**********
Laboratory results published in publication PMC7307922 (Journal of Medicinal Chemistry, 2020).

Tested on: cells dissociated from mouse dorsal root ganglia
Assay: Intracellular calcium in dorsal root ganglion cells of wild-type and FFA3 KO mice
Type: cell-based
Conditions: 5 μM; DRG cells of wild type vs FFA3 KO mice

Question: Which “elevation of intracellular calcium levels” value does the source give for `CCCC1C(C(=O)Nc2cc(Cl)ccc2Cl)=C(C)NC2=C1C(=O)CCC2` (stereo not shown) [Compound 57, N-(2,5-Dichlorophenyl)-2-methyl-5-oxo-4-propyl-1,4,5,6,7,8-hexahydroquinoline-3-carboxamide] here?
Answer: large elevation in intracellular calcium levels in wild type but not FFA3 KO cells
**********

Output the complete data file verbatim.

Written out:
Laboratory results published in publication PMC7307922 (Journal of Medicinal Chemistry, 2020).

Tested on: cells dissociated from mouse dorsal root ganglia
Assay: Intracellular calcium in dorsal root ganglion cells of wild-type and FFA3 KO mice
Type: cell-based
Conditions: 5 μM; DRG cells of wild type vs FFA3 KO mice

Question: Which “elevation of intracellular calcium levels” value does the source give for `CCCC1C(C(=O)Nc2cc(Cl)ccc2Cl)=C(C)NC2=C1C(=O)CCC2` (stereo not shown) [Compound 57, N-(2,5-Dichlorophenyl)-2-methyl-5-oxo-4-propyl-1,4,5,6,7,8-hexahydroquinoline-3-carboxamide] here?
Answer: large elevation in intracellular calcium levels in wild type but not FFA3 KO cells